Right now, well-meaning Fans, for whom there is no question of the character of the awards, are exhibiting true Fannishness by voluntarily working on methods designed to address the issues that have arisen over the past couple of years.  They do this out of love for the awards and, by extension, love for Fandom.  NOTHING can change or diminish that.  As long as that love remains, the Hugo Awards will retain their character.

You’ll need to read the post to find out what the first mistake is….

(10) SAY IT AIN’T SO. Can it be that some movie superheroes don’t look exactly as they do in comic books? Where is my forehead cloth?

The outfit featured in Deadpool set the new standard, and both Black Panther and Spider-Man’s costumes in Captain America: Civil War look fantastic. But for every comic-accurate costume, there are plenty more page-to-screen adaptations that are just…wrong.

 

(11) FINDING LIFE IN THE UNIVERSE. Frontiers of Science and Science Fiction plans a live online panel May 27.

How will we discover life in the universe? What are the cosmos’ biggest unknowns? How do scientific discoveries inspire and transform the stories we tell? Join sci-fi authors Larry Niven, Kim Stanley Robinson, Connie Willis, Allen Steele, Charlie Stross, Joe Haldeman and Harry Turtledove and a panel of the scientists and engineers of the Hubble and Webb space telescopes as they explore the places where their worlds collide.

Get insight into the scientific and creative processes as they discuss topics ranging from why we can’t seem to find evidence of intelligent aliens to the ways that science happens in real life.

The panel will be livestreamed May 27 at 11:15 a.m. ET on Frontiers of Science and Science Fiction (YouTube), and archived for viewing later on the HubbleSite YouTube channel.

(12) YAY PLUTO. Continuing insights from flyby data: “Scientists make huge discoveries on Pluto”.

It’s been nearly a year since New Horizons blasted past Pluto and sent back incredible images and groundbreaking data, but because of its incredible distance from the Earth, data is still coming in at a trickle, and it’s leading to new discoveries about the planet on a regular basis.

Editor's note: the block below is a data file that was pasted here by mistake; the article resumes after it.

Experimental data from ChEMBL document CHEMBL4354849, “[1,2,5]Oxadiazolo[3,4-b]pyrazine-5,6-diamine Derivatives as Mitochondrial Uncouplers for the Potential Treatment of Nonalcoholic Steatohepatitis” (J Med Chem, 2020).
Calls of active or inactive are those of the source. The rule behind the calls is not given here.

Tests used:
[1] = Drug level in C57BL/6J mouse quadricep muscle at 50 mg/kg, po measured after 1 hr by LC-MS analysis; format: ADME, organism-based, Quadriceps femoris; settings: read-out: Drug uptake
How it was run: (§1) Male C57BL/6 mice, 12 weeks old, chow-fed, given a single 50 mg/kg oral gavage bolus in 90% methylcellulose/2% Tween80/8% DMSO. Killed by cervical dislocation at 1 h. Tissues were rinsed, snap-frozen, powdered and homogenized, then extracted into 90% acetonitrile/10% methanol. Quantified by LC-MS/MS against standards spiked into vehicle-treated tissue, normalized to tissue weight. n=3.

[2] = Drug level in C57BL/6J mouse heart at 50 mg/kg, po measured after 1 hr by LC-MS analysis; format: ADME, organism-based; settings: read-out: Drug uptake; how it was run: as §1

For example, a new study published earlier this month in the Journal of Geophysical Research — Space Physics found that Pluto behaves less like a comet and more like a planet in the way it interacts with solar wind — a big deal considering the fact that just a few years ago Pluto was demoted from its former status as the ninth planet in our solar system.

(13) CLARKE CENTER. The La Jolla Light has a recap of the first lecture in the Clarke Center’s “Science Fiction Meets Architecture” series, which featured Kim Stanley Robinson and Usman Haque — “Sci-fi meets architecture in the Clarke Center. What would it be like to live in 2080 London?”

Robinson warned those gathered that sea levels are rising even faster than scientists thought they would. “This is one of the greatest problems that humanity faces,” he said, noting America might end up with some of its major cities — like New York and Miami — halfway under water, becoming a “Super Venice, Italy.”

Robinson explained that the problem stems from melting ice in western Antarctica and Greenland, an unstoppable process once it gets going.

He is also worried that the ice from eastern Antarctica will also begin to melt to compound the problem.

Robinson mentioned one possible solution; building 60 huge pumping stations that would pump the melting ice water back up onto the Antarctic bedrock for refreezing.